Sports

Eight player-team meetings that would be fun to watch

By this point in the offseason, you’ve read all the possible “Player X prospect list” stories: Did you hear that Team X might have a potential Zoom video call to discuss Player Y? But part of the fun of imagining theoretical destinations for players is the nostalgia factor: Who could return to where they started?

To cut to the chase: There are a number of players on the market who left their original teams, took their talents elsewhere and could now fit back into their old home. Some say you can’t go home again. But of course you can. Obviously it is possible.

So let’s imagine these players and teams coming together again…it really feels great. (Note: This is not based on information I’ve received, but rather on how much fun it would be for these scenarios to come to fruition.)

Gallo’s OPS on the Rangers? .833. His OPS for the Yankees and Dodgers? .663. Gallo has hit at least 38 home runs three times in his career, and although it seems a fact that he will never diminish his strikeouts, and that that average of .253 that he left in 2019 seems like an aberration, the boy is capable of hitting it in the face to the ball (and it’s a tremendous glove, too). The Rangers need outfielders. Rooster needs a place where he feels comfortable. It is obvious that they are a perfect couple.

It’s okay, this meeting is not so obvious. The Rays don’t really need a third baseman or designated hitter — although they could give Longoria a few spots at baseman or first baseman — and Longoria hasn’t played more than 129 games in a season since leaving St. Petersburg. But by all accounts, the veteran is the greatest player in Rays history, the image of the turnaround this franchise took when they shed the “Devil” name. Wouldn’t it be great to see him in that shirt again?

After coming from Kansas City in the trade for Wade Davis and James Shields, he ended up moving to San Diego in a move that was thought to be remembered as “the Wil Myers trade” at the time, but is now seen as the genesis of what ended up being the transaction that took Trea Turner from San Diego to Washington. Myers was once seen as the future of the Rays. And well, it still can be. He is only 31 years old, after all.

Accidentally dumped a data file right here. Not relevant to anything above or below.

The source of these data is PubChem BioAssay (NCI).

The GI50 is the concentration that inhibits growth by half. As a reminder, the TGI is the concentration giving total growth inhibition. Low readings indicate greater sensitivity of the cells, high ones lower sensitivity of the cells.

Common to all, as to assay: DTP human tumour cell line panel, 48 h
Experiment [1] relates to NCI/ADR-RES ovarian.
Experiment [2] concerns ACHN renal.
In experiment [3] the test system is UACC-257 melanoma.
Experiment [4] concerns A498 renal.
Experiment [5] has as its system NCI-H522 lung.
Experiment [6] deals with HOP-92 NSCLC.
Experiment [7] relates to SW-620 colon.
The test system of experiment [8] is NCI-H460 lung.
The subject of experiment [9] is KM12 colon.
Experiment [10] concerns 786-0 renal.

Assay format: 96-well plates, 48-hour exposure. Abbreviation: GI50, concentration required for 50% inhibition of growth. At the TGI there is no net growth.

Michael Brantley to Guardians

You might have heard about this by now, but Guardians, well, they tend to be short on outfielders. It’s been that way, mostly, since Brantley, a three-time All-Star with the team, left to sign with the Astros after the 2018 season. Brantley had finally been healthy for most of his time in Houston until his drop in 2022, which could make him a nice calculated risk for Cleveland at a (probably) modest price.

*Matt Carpenter to the Cardinals*

Carpenter was a member of the last Cardinals team to win the World Series: He had 19 plate appearances (and one hit) for that squad in 2011, which wasn’t much, but hey, he got a ring in the end. He wouldn’t take off as a player until 2012, and his stretch from 2013 to 2018, when he was a three-time All-Star and received three-time MVP votes, ranking as high as fourth in 2013, was underappreciated. That ultimately brought him down in St. Louis, but his comeback as a Yankee in 47 games in 2022 (a 1.138 OPS) was as inspiring as it was exciting to watch. The right-field porch at Busch Stadium is further away than it was at Yankee Stadium, but it’s still very familiar. And the Cardinals’ lineup is in need of a left-handed slugger.

The “Redbeard” had a .696 OPS with the Mets from 2011-13 before reinventing his swing and becoming a star with the Dodgers. He could alternate between third base and DH for the Mets and would probably be an upgrade there. If that happens, it could make Mets fans feel better about letting him go a decade ago.

Dansby Swanson to the D-backs

OK, OK … in fact Swanson never played a single game for the D-backs. But the Arizona team took him first in the 2015 Amateur Draft. They let him go pretty quickly, though: They sent him to Atlanta six months later, along with Ender Inciarte and Aaron Blair for Shelby Miller (who had a 6.35 ERA in 29 games, including 28 starts, for Arizona). This is the least likely return of all, but it would be great for the Arizona fans to see him playing in a D-backs uniform at least once.

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